Pattern Precision

#FlySafe GA Safety Enhancement Topic

FAA Safety Briefing
Cleared for Takeoff
6 min readJul 24, 2020


We know that regular, structured, proficiency training is perhaps the most effective means of reducing general aviation accidents. Because the traffic pattern involves nearly all piloting tasks, it is a logical choice for a proficiency training environment. Commitment to precision and consistency in pattern operations will yield operational safety benefits throughout the flight task spectrum. Let’s have a closer look.

Illustration showing two aircraft in the pattern.
Pattern Precision is Essential for Collision Avoidance and Airspeed Control

Predictable Patterns

How many times have you been on approach where you get behind the aircraft a little or are not set up properly, and wind up landing a little long? Does it matter? Yes, it does. Airport traffic pattern operations are an essential part of every flight. But sometimes we take those routine movements for granted, and we can get a little sloppy.

In addition to helping you execute a safe and stable approach, precise pattern flying makes you sharper in other flight procedures. It can also improve your confidence and reassure your passengers. Let’s go back to our example. You may think it doesn’t matter if you land long, but what if your runway is compromised and your landing distance is much shorter? What if your aircraft has a problem and you need to carry out a forced landing?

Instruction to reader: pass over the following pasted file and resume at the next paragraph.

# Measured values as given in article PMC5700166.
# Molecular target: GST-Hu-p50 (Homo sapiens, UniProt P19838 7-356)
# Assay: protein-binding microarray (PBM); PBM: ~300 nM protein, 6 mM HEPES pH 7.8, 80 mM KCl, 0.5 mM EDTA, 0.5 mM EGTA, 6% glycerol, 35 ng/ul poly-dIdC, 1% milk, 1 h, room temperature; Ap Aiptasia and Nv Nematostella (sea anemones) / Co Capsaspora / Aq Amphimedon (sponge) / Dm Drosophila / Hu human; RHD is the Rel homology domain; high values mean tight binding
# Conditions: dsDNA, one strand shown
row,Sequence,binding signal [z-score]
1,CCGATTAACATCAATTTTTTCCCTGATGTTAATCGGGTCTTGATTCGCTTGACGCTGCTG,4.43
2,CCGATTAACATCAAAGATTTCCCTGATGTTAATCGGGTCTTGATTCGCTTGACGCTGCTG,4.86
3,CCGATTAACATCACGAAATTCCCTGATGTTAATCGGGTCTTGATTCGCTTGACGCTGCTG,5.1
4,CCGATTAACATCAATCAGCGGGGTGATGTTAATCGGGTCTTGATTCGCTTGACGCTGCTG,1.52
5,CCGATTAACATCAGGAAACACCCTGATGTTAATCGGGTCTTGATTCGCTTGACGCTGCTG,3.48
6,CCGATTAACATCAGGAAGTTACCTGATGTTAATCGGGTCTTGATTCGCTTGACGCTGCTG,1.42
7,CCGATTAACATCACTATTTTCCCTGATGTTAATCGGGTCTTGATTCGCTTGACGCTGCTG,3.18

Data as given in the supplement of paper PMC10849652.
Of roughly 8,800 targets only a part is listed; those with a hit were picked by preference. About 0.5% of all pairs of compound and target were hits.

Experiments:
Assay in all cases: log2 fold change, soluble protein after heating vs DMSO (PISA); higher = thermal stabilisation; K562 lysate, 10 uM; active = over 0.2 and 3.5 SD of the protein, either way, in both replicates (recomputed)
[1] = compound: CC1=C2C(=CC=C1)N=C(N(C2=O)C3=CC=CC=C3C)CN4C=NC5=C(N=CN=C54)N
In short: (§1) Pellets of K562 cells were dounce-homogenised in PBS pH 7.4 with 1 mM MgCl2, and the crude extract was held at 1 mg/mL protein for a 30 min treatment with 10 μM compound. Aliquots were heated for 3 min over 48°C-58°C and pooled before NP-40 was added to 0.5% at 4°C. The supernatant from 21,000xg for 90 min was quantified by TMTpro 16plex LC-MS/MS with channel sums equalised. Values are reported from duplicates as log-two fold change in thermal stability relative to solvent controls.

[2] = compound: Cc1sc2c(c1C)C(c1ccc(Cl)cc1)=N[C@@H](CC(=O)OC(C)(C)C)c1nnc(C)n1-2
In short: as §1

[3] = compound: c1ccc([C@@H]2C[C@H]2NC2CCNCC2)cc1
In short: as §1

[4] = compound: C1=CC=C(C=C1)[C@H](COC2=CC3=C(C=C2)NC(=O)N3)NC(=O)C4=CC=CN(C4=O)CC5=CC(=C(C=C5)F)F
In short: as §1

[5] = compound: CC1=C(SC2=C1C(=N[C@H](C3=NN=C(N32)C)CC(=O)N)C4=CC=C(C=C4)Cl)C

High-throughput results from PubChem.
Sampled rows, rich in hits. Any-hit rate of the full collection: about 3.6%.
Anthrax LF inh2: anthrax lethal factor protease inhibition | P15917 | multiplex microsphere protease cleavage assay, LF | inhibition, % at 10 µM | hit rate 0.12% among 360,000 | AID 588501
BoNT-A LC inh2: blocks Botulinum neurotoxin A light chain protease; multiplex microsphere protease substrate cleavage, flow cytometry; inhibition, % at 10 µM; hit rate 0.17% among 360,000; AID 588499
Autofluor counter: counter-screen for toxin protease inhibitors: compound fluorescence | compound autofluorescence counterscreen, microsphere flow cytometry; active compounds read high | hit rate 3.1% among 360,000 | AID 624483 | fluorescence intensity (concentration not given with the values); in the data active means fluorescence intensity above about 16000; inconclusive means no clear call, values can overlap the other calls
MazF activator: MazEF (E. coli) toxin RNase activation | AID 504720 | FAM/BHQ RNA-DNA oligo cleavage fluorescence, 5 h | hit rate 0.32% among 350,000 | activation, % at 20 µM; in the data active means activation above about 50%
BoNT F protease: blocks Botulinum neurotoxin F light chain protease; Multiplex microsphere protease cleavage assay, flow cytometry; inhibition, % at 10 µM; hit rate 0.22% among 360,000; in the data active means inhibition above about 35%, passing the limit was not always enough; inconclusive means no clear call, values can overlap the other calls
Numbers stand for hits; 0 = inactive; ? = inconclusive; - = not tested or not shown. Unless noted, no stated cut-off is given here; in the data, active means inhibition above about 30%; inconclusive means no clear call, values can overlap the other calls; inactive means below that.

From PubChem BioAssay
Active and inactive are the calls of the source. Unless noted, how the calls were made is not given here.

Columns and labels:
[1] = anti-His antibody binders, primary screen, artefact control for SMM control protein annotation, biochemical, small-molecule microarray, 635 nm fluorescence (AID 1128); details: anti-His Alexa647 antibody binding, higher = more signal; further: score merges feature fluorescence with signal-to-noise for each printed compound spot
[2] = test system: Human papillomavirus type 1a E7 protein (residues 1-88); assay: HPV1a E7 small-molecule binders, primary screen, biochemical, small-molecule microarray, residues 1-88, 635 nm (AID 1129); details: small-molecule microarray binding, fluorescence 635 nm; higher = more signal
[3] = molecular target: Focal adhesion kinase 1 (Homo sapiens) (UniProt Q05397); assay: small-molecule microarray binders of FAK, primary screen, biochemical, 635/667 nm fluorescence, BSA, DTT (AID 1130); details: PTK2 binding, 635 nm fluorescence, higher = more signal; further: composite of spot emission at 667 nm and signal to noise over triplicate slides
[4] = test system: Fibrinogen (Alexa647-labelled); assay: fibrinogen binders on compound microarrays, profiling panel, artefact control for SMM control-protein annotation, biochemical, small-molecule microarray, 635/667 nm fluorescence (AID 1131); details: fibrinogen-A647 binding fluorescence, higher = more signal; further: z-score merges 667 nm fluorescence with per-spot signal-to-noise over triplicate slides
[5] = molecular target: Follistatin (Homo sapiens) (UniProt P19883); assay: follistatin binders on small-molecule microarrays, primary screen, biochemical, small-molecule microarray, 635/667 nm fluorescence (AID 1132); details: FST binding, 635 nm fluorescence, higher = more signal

Aerial view of airport.

Preparing for Pattern Precision

It all starts with knowing your aircraft, its performance parameters, and the required research to determine what sort of takeoff and landing performance you will get.

By documenting these numbers and then comparing them with your actual performance, you will be able to create predictable expectations. Don’t forget to calculate performance based off of your predicted flying weight.

How to Establish Your Baseline

To establish your baseline performance figures, we suggest loading your aircraft with a typical mix of fuel, cargo, and passengers (including your flight instructor, because it’s always good to practice).